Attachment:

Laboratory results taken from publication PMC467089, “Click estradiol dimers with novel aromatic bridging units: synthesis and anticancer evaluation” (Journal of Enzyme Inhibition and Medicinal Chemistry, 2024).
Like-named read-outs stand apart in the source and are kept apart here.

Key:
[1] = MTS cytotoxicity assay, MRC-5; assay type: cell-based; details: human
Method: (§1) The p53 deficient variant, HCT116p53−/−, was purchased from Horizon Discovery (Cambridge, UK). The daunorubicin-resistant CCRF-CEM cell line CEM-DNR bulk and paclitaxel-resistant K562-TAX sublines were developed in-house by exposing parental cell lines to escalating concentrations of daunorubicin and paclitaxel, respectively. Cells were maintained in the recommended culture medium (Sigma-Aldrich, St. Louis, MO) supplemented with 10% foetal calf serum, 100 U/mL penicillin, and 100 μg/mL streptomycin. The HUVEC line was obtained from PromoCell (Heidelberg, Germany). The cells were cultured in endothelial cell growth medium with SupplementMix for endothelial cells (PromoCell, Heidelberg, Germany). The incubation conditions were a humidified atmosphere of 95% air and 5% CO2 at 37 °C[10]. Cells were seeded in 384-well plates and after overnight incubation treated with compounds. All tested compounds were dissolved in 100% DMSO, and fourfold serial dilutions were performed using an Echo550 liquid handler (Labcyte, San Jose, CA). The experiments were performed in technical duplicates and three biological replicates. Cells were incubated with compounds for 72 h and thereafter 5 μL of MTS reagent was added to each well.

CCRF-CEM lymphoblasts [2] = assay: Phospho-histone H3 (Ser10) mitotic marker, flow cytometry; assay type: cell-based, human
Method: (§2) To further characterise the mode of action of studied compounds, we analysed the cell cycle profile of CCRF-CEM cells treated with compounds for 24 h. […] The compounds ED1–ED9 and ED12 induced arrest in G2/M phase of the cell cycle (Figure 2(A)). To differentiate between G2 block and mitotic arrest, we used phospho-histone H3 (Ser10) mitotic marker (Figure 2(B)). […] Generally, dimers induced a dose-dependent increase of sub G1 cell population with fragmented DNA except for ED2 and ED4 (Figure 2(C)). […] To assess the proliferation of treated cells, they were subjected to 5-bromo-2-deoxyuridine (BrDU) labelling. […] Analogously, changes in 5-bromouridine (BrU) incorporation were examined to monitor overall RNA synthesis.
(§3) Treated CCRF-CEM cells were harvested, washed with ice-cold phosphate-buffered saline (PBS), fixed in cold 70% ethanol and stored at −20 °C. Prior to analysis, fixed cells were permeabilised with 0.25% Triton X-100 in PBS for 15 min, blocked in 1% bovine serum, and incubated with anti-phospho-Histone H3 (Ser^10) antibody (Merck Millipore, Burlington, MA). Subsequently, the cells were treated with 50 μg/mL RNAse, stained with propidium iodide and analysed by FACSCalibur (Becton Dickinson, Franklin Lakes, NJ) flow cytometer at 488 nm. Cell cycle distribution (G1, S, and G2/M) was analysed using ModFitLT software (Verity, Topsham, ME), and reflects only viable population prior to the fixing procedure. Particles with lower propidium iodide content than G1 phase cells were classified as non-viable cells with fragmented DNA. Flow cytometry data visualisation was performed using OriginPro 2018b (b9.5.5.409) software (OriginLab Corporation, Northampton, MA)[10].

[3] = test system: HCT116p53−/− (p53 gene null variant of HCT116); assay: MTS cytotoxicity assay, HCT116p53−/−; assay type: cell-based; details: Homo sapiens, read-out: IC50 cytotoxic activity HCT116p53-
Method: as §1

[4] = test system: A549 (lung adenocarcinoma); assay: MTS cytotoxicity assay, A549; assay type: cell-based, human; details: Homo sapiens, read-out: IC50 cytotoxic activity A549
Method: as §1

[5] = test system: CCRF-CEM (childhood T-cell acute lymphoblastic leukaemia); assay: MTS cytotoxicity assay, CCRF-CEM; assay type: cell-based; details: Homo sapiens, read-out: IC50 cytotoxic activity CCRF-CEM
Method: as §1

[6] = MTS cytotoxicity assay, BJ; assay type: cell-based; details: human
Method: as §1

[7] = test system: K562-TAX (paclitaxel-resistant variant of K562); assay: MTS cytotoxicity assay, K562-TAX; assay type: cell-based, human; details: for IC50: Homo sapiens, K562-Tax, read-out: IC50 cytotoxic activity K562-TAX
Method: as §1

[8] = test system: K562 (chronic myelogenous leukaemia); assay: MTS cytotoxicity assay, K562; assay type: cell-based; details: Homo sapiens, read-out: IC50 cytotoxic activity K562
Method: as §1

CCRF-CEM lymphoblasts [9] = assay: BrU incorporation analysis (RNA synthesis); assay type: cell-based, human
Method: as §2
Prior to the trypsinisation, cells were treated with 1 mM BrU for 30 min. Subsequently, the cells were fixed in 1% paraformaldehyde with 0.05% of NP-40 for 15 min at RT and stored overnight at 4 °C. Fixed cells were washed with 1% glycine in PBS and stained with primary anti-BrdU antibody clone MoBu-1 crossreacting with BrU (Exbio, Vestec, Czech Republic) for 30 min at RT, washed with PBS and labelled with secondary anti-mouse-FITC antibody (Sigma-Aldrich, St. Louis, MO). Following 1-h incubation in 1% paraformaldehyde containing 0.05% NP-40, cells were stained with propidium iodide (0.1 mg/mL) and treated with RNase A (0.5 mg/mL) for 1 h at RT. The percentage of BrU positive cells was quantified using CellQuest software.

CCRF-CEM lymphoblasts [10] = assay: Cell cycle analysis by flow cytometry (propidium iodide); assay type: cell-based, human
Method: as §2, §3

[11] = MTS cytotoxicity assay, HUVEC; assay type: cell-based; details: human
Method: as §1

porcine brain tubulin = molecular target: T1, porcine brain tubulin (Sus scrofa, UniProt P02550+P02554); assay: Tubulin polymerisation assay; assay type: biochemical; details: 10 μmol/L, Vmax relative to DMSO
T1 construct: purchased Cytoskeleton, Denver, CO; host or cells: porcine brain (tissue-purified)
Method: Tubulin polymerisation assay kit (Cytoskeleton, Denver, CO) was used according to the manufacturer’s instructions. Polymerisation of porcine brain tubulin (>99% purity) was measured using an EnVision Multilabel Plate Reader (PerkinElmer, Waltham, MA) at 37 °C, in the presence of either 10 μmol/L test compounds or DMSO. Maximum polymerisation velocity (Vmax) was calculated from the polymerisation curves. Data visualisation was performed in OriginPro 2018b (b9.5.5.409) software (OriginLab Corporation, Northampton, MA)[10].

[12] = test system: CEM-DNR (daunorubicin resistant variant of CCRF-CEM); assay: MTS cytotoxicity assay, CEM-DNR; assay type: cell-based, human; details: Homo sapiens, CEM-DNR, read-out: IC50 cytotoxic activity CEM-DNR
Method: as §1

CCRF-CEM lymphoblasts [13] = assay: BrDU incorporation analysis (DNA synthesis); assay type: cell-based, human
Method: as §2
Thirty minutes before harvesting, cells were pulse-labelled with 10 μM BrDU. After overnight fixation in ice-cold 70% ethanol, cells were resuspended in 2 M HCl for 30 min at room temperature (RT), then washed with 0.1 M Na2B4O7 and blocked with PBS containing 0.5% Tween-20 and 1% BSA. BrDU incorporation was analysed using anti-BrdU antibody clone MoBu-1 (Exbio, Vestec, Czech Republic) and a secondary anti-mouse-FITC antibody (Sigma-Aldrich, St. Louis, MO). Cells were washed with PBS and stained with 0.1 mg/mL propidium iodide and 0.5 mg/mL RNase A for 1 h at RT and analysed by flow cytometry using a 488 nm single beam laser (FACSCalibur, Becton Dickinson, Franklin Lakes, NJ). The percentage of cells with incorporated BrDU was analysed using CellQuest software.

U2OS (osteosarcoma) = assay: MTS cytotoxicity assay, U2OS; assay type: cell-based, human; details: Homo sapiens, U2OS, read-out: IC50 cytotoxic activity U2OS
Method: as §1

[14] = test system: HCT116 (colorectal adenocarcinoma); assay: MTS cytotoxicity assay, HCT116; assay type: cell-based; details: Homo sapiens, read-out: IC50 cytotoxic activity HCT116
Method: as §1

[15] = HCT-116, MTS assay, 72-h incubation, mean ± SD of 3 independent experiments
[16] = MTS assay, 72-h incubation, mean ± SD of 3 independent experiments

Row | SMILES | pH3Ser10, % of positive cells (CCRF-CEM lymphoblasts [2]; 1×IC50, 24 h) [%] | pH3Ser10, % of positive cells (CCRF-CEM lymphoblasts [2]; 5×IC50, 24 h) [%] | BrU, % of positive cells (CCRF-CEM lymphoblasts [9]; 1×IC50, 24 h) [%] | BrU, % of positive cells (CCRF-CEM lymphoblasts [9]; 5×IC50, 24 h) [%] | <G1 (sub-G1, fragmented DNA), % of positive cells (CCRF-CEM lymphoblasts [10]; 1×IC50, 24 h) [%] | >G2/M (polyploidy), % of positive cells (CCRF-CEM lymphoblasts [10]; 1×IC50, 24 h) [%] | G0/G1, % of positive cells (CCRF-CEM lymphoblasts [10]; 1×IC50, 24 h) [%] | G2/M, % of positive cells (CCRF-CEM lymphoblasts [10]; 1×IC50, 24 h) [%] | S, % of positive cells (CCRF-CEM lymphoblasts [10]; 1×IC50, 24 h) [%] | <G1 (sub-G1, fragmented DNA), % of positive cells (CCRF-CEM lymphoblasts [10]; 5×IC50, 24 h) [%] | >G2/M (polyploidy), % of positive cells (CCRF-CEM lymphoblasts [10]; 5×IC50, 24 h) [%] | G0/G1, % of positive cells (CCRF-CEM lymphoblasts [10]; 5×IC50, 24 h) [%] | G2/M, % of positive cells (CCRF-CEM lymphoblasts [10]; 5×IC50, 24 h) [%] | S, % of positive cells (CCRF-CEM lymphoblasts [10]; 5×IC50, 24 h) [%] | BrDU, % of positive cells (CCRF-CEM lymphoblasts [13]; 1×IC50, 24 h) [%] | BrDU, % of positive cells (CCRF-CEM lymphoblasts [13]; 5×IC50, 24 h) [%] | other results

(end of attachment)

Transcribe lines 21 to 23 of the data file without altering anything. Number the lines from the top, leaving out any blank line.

CCRF-CEM lymphoblasts [9] = assay: BrU incorporation analysis (RNA synthesis); assay type: cell-based, human
Method: as §2
Prior to the trypsinisation, cells were treated with 1 mM BrU for 30 min. Subsequently, the cells were fixed in 1% paraformaldehyde with 0.05% of NP-40 for 15 min at RT and stored overnight at 4 °C. Fixed cells were washed with 1% glycine in PBS and stained with primary anti-BrdU antibody clone MoBu-1 crossreacting with BrU (Exbio, Vestec, Czech Republic) for 30 min at RT, washed with PBS and labelled with secondary anti-mouse-FITC antibody (Sigma-Aldrich, St. Louis, MO). Following 1-h incubation in 1% paraformaldehyde containing 0.05% NP-40, cells were stained with propidium iodide (0.1 mg/mL) and treated with RNase A (0.5 mg/mL) for 1 h at RT. The percentage of BrU positive cells was quantified using CellQuest software.